• Google is a popular and effective search engine and can be useful for restrict searches to UK Sites of for finding images. The Protex service will allow schools to use Google more confidently. It will enforce the Very Safe Search option, and in Google image searches it will prevent the display of thumbnail images from blocked sites.
  • Pupils should be taught to check with their teacher before providing any personal information that may be requested by a specific website. They should understand that they must only supply minimal untraceable details, such as a first name, to an enquiring website and must never divulge anyone else’s personal information.
  • In common with other media such as magazines, books and video, some material available via the Internet is unsuitable for pupils. The school will take all reasonable precautions to ensure that users access only appropriate material. However, due to the international scale and linked nature of Internet content, it is not possible to guarantee that unsuitable material will never appear on a school computer. The school cannot accept liability for the material accessed, or any consequences of Internet access.
  • It is crucial for staff to understand that a filter can reduce but not eliminate the risk of exposure to inappropriate material on the worldwide web. Teachers should be aware of appropriate strategies for supervision, e.g. by suitable positioning of computer screens.

12) How will the policy be introduced to pupils?
Many pupils are already aware of and regularly use the Internet at home. Their usage of it may differ from how they will be expected to use the Internet in school.

  • Pupils will read the School Rules for Internet and Computer Use’
  • These rules will be posted in each classroom, and other access points (corridor, group room, library)

13) How will staff be made aware?
It is important that all staff feel confident in using the Internet and understand the need to guide its usage. The School Internet Policy will only be effective if all staff, including parents who regularly assist in class, subscribe to its values and methods.
 
14) How will the ICT system be maintained and secured?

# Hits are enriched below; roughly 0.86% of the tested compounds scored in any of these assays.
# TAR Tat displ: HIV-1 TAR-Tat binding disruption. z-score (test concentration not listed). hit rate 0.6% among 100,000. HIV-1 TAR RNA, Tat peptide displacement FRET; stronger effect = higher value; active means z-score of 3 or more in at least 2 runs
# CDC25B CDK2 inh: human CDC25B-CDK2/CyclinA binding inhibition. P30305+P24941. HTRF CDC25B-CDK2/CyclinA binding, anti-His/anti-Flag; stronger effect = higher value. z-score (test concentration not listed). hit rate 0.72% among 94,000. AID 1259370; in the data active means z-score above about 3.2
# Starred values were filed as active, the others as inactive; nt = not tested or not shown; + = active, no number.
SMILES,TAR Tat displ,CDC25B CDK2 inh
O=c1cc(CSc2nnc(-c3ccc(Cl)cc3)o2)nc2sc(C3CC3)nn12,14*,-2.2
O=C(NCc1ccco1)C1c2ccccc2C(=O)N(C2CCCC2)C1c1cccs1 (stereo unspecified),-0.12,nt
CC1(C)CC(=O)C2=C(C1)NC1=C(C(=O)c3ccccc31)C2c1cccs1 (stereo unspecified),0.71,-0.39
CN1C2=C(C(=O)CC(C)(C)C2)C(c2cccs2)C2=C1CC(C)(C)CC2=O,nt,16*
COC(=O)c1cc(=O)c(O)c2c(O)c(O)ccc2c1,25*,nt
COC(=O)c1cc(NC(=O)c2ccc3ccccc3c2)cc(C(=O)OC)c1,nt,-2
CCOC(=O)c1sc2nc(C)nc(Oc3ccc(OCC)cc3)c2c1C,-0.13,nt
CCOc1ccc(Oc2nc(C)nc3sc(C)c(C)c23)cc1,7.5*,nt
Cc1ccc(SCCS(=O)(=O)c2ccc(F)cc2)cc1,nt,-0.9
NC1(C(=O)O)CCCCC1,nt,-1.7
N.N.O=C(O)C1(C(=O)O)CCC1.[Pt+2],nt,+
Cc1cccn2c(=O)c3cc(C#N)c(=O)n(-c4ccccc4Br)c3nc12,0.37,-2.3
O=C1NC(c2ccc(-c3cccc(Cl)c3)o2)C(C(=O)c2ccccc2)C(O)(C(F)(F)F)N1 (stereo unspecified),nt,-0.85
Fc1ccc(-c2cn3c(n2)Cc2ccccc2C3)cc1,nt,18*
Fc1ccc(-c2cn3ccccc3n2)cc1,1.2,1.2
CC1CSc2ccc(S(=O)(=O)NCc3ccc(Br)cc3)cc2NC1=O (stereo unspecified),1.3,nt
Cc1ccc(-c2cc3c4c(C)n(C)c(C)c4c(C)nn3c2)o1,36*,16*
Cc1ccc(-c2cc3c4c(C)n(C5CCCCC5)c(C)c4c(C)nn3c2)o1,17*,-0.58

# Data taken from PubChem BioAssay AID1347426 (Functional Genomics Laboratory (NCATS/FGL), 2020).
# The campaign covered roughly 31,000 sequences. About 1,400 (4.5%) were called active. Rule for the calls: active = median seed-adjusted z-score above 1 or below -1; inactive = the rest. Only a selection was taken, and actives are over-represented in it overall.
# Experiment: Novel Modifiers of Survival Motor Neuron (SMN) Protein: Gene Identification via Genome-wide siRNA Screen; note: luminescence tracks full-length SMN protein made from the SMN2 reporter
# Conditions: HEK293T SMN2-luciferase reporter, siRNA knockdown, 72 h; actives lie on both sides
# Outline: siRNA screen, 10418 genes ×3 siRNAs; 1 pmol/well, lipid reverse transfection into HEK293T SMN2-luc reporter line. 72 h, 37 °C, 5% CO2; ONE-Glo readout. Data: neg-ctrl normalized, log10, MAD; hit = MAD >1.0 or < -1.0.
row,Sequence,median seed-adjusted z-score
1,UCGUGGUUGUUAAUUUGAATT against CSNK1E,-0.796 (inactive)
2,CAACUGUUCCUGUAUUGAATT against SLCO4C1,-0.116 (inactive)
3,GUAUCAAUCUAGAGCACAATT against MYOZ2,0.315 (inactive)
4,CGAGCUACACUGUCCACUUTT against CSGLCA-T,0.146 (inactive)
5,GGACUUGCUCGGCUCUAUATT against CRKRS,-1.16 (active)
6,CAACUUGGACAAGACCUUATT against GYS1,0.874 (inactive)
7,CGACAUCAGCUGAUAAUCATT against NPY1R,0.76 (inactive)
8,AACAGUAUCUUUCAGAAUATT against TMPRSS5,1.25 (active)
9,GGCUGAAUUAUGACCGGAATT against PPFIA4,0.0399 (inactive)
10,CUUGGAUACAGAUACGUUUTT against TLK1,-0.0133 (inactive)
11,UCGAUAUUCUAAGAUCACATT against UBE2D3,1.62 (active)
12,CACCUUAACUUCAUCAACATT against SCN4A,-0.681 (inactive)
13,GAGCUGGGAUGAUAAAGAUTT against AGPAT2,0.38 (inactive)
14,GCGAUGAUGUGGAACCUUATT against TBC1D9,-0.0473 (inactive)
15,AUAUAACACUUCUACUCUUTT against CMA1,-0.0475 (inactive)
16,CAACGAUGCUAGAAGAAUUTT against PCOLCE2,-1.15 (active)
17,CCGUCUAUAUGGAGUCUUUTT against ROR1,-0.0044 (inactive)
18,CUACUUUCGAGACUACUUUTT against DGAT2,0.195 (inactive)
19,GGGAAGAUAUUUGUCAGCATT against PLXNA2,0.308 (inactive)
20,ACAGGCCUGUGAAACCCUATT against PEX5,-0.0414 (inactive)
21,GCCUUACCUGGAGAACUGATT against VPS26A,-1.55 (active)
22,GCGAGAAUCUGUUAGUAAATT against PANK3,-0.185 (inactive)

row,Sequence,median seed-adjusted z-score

• Each computer will be set to automatically clear the ‘History’ of the web browser every 5 days, so no previous websites will be accessible in this way.
  • Temporary Internet files will reveal sites visited and will be checked regularly by ICT technician for evidence of unsuitable use.
  • Virus protection will be installed and updated regularly.
  • Pupils will not bring in and use their own memory sticks, CDs or DVD.
  • Removable media (memory sticks) should only be used by staff and never used to transport sensitive data or to introduce software to school unless it has been previously checked by ICT leader/technician.
  • Memory sticks which are used by staff to transfer data between home and school should be checked termly for viruses by ICT technician.

15) How will complaints regarding Internet use be handled?

  • Parents and Staff need to be aware of how to report incidents involving Internet misuse etc and prompt action will be required. Facts of the incident will be established and then the most appropriate course of action taken.
  • If the incident involves the deliberate breaking of the Rules for Use then it can be dealt with by the classroom teacher, as with any other code of conduct.
  • Other more serious incidents will be dealt with by the Head teacher in accordance with the school’s behaviour policy.
  • Complaints of a child protection nature must be dealt with in accordance with the LEA child protection procedures.

 

W Haynes
March 2010